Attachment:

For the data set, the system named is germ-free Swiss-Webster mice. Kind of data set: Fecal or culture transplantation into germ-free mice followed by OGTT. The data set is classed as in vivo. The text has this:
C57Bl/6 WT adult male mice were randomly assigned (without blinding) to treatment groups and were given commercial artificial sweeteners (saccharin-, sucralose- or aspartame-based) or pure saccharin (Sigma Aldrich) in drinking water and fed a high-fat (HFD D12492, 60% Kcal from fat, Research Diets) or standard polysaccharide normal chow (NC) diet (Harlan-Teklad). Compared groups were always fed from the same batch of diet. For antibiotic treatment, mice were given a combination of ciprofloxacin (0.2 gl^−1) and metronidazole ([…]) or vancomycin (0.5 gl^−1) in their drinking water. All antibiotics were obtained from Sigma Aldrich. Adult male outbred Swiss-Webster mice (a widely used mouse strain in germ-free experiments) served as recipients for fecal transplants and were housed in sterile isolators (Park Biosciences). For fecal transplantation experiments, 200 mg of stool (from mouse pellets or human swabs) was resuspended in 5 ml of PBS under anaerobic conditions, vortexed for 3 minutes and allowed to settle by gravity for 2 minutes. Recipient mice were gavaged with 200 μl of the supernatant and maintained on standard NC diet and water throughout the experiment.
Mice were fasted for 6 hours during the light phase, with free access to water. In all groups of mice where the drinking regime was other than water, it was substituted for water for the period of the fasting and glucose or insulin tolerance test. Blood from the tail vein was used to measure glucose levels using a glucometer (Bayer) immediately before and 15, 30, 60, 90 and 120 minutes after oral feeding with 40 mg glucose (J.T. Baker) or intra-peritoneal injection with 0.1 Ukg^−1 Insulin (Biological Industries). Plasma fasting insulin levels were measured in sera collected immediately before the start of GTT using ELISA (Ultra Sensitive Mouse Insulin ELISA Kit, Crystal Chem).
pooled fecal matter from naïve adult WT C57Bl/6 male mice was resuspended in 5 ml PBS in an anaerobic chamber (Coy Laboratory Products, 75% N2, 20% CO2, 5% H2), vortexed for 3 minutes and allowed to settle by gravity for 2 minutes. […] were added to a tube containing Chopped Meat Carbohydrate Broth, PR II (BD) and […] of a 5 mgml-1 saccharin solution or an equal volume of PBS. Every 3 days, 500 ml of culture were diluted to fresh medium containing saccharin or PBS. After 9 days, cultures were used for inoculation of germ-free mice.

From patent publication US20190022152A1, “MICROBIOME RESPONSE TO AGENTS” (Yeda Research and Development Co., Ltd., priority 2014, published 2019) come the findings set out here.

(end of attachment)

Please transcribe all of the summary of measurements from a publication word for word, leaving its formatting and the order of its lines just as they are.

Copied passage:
For the data set, the system named is germ-free Swiss-Webster mice. Kind of data set: Fecal or culture transplantation into germ-free mice followed by OGTT. The data set is classed as in vivo. The text has this:
C57Bl/6 WT adult male mice were randomly assigned (without blinding) to treatment groups and were given commercial artificial sweeteners (saccharin-, sucralose- or aspartame-based) or pure saccharin (Sigma Aldrich) in drinking water and fed a high-fat (HFD D12492, 60% Kcal from fat, Research Diets) or standard polysaccharide normal chow (NC) diet (Harlan-Teklad). Compared groups were always fed from the same batch of diet. For antibiotic treatment, mice were given a combination of ciprofloxacin (0.2 gl^−1) and metronidazole ([…]) or vancomycin (0.5 gl^−1) in their drinking water. All antibiotics were obtained from Sigma Aldrich. Adult male outbred Swiss-Webster mice (a widely used mouse strain in germ-free experiments) served as recipients for fecal transplants and were housed in sterile isolators (Park Biosciences). For fecal transplantation experiments, 200 mg of stool (from mouse pellets or human swabs) was resuspended in 5 ml of PBS under anaerobic conditions, vortexed for 3 minutes and allowed to settle by gravity for 2 minutes. Recipient mice were gavaged with 200 μl of the supernatant and maintained on standard NC diet and water throughout the experiment.
Mice were fasted for 6 hours during the light phase, with free access to water. In all groups of mice where the drinking regime was other than water, it was substituted for water for the period of the fasting and glucose or insulin tolerance test. Blood from the tail vein was used to measure glucose levels using a glucometer (Bayer) immediately before and 15, 30, 60, 90 and 120 minutes after oral feeding with 40 mg glucose (J.T. Baker) or intra-peritoneal injection with 0.1 Ukg^−1 Insulin (Biological Industries). Plasma fasting insulin levels were measured in sera collected immediately before the start of GTT using ELISA (Ultra Sensitive Mouse Insulin ELISA Kit, Crystal Chem).
pooled fecal matter from naïve adult WT C57Bl/6 male mice was resuspended in 5 ml PBS in an anaerobic chamber (Coy Laboratory Products, 75% N2, 20% CO2, 5% H2), vortexed for 3 minutes and allowed to settle by gravity for 2 minutes. […] were added to a tube containing Chopped Meat Carbohydrate Broth, PR II (BD) and […] of a 5 mgml-1 saccharin solution or an equal volume of PBS. Every 3 days, 500 ml of culture were diluted to fresh medium containing saccharin or PBS. After 9 days, cultures were used for inoculation of germ-free mice.

From patent publication US20190022152A1, “MICROBIOME RESPONSE TO AGENTS” (Yeda Research and Development Co., Ltd., priority 2014, published 2019) come the findings set out here.